A team of astrophysicists affiliated with multiple institutions in the U.S. have developed a new theory to explain the existence of dark matter–free dwarf galaxies. The study has been published in the journal Nature. In the research paper, the scientists proposed that a collision between two dwarf galaxies could explain the dark matter–free dwarf galaxies.
These types of galaxies have been discovered over the past several years. Eun-jin Shin and Ji-hoon Kim with Seoul National University have published a News & Views piece in the same journal issue. They have outlined the work and findings by the researchers in this new effort.
Scientists discovered a dwarf galaxy which appeared to have no dark matter. The galaxy had no detectable gravitational pull. Then, another team discovered one in the same general vicinity as the first. From then, scientists have been seeking to explain the strange findings.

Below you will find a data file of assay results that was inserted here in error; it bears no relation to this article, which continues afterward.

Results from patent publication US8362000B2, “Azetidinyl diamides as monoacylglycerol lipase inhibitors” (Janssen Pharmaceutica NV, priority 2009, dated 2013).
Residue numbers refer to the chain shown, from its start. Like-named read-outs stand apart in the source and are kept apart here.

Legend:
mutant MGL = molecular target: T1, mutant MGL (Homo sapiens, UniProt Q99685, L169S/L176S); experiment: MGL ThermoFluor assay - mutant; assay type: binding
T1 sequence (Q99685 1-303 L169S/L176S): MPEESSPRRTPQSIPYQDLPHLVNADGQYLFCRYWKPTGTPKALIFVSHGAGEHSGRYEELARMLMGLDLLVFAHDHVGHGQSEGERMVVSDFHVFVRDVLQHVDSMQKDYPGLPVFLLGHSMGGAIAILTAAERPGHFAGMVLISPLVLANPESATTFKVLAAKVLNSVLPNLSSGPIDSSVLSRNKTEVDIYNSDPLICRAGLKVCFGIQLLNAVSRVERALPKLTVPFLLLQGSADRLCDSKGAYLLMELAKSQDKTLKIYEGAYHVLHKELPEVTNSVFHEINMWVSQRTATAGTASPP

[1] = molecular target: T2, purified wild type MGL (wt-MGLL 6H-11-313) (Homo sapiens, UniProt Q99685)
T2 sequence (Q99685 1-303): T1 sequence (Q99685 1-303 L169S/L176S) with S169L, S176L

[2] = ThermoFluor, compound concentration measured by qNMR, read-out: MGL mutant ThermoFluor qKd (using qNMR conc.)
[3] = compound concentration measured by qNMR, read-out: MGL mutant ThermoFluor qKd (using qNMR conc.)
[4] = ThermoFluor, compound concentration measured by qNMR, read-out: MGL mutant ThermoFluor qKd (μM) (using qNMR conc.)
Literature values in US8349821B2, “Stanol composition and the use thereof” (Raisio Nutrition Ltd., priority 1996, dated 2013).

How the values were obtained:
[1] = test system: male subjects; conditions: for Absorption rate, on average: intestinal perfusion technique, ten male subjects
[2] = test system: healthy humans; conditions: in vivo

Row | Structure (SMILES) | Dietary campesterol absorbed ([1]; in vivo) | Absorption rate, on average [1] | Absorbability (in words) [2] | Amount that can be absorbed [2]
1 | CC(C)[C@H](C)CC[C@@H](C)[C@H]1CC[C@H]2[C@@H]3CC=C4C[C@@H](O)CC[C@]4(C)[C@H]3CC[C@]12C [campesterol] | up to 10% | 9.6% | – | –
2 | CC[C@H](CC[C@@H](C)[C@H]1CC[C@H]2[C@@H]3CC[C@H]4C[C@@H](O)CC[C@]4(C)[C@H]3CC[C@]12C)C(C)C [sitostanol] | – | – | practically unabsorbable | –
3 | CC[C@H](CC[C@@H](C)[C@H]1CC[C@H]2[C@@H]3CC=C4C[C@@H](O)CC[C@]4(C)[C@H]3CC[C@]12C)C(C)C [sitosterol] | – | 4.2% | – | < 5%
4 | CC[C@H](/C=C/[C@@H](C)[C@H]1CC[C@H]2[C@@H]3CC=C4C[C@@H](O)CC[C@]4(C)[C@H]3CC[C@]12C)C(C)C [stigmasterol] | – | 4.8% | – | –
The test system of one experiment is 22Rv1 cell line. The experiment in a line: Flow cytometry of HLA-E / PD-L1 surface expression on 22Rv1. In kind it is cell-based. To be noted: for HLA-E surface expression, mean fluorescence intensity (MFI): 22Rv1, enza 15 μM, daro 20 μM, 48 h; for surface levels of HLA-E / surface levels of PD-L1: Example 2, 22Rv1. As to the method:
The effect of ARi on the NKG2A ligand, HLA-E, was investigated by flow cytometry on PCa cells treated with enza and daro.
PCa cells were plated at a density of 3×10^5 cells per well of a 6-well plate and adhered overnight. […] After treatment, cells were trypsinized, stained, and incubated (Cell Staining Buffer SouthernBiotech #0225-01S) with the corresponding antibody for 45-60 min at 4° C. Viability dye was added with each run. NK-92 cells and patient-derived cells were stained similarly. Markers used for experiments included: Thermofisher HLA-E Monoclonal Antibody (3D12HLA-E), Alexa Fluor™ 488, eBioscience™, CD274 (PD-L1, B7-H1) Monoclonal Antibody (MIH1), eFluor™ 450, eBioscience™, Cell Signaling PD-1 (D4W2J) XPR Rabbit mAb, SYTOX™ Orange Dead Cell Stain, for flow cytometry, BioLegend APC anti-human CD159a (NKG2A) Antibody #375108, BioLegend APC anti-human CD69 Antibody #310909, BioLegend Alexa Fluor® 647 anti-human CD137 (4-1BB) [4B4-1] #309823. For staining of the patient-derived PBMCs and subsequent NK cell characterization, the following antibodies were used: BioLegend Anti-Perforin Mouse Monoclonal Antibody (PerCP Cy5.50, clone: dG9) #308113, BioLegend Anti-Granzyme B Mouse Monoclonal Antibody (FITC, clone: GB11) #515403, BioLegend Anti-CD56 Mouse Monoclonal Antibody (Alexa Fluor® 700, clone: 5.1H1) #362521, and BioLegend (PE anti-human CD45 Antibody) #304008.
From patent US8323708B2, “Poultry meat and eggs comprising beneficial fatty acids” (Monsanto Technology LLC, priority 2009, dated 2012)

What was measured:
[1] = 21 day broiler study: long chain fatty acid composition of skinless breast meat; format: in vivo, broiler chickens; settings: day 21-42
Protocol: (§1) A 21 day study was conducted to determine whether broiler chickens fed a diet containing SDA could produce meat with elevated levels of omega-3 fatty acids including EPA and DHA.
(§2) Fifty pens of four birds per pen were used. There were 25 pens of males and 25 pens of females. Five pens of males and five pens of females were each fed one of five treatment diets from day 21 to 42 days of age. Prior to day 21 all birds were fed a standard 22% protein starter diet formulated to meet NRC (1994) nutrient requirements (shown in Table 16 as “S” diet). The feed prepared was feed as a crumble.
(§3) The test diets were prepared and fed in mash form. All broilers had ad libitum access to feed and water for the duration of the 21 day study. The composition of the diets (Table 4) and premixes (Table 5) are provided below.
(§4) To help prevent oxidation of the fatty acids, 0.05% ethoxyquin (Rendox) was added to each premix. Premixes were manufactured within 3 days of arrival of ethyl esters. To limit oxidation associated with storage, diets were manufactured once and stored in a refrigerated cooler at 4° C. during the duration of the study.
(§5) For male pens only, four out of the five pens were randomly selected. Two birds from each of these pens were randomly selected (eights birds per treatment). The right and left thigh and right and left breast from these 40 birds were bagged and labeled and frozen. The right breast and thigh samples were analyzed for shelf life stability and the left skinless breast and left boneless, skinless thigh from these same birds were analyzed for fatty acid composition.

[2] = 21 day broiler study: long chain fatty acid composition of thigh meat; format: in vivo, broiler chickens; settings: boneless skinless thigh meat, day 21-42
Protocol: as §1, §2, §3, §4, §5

In the new study, scientists expanded on studies by other teams indicating evidence of dark and normal matter separating on a large scale when clusters of galaxies collide. They suggested that something similar happened to result in two or more dwarf galaxies forming with no apparent dark matter. They note that there are several other dwarf galaxies near the two that have been found already. Those galaxies appear to line up in the sky. The searchers note that the two galaxies studied thus far are moving away from each other. This suggests that they may have the same origin.
The researchers suggest a collision between two dwarf galaxies could have split the gas within them. It resulted in the formation of new and smaller dwarf galaxies, some of which have no dark matter. Those without dark matter could have formed because dark matter does not interact with itself or regular matter. This means that it could easily have exited the debris field from the collision and even continued out into space.